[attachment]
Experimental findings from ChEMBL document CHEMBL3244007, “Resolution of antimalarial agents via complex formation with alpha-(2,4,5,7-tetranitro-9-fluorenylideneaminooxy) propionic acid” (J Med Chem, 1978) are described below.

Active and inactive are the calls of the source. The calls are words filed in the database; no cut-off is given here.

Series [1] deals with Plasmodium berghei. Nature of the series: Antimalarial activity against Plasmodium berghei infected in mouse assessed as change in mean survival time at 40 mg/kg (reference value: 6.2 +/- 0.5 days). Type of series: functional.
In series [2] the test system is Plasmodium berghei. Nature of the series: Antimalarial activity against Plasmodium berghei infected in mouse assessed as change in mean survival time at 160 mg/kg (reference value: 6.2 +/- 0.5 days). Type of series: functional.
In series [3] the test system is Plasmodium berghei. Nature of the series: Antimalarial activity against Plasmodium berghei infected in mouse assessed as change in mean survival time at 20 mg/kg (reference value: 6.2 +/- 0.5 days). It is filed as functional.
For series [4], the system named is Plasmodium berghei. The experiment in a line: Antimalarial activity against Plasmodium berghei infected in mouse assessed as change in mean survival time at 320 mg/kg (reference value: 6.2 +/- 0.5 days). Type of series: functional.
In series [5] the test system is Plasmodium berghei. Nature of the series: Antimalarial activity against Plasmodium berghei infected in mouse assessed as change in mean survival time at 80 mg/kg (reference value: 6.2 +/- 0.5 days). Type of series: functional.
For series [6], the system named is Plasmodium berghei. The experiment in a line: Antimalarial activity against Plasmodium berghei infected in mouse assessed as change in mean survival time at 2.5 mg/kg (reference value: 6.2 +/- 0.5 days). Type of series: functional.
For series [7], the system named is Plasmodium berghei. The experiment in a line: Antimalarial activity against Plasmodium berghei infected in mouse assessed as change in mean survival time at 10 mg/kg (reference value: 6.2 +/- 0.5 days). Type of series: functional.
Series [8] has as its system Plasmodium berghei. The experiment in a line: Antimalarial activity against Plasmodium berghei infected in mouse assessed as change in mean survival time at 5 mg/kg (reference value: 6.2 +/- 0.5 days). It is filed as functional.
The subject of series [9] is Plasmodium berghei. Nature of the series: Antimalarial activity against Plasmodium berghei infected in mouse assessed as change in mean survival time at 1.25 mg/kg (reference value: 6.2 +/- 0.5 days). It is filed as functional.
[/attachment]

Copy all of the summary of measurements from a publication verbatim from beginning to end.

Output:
Experimental findings from ChEMBL document CHEMBL3244007, “Resolution of antimalarial agents via complex formation with alpha-(2,4,5,7-tetranitro-9-fluorenylideneaminooxy) propionic acid” (J Med Chem, 1978) are described below.

Active and inactive are the calls of the source. The calls are words filed in the database; no cut-off is given here.

Series [1] deals with Plasmodium berghei. Nature of the series: Antimalarial activity against Plasmodium berghei infected in mouse assessed as change in mean survival time at 40 mg/kg (reference value: 6.2 +/- 0.5 days). Type of series: functional.
In series [2] the test system is Plasmodium berghei. Nature of the series: Antimalarial activity against Plasmodium berghei infected in mouse assessed as change in mean survival time at 160 mg/kg (reference value: 6.2 +/- 0.5 days). Type of series: functional.
In series [3] the test system is Plasmodium berghei. Nature of the series: Antimalarial activity against Plasmodium berghei infected in mouse assessed as change in mean survival time at 20 mg/kg (reference value: 6.2 +/- 0.5 days). It is filed as functional.
For series [4], the system named is Plasmodium berghei. The experiment in a line: Antimalarial activity against Plasmodium berghei infected in mouse assessed as change in mean survival time at 320 mg/kg (reference value: 6.2 +/- 0.5 days). Type of series: functional.
In series [5] the test system is Plasmodium berghei. Nature of the series: Antimalarial activity against Plasmodium berghei infected in mouse assessed as change in mean survival time at 80 mg/kg (reference value: 6.2 +/- 0.5 days). Type of series: functional.
For series [6], the system named is Plasmodium berghei. The experiment in a line: Antimalarial activity against Plasmodium berghei infected in mouse assessed as change in mean survival time at 2.5 mg/kg (reference value: 6.2 +/- 0.5 days). Type of series: functional.
For series [7], the system named is Plasmodium berghei. The experiment in a line: Antimalarial activity against Plasmodium berghei infected in mouse assessed as change in mean survival time at 10 mg/kg (reference value: 6.2 +/- 0.5 days). Type of series: functional.
Series [8] has as its system Plasmodium berghei. The experiment in a line: Antimalarial activity against Plasmodium berghei infected in mouse assessed as change in mean survival time at 5 mg/kg (reference value: 6.2 +/- 0.5 days). It is filed as functional.
The subject of series [9] is Plasmodium berghei. Nature of the series: Antimalarial activity against Plasmodium berghei infected in mouse assessed as change in mean survival time at 1.25 mg/kg (reference value: 6.2 +/- 0.5 days). It is filed as functional.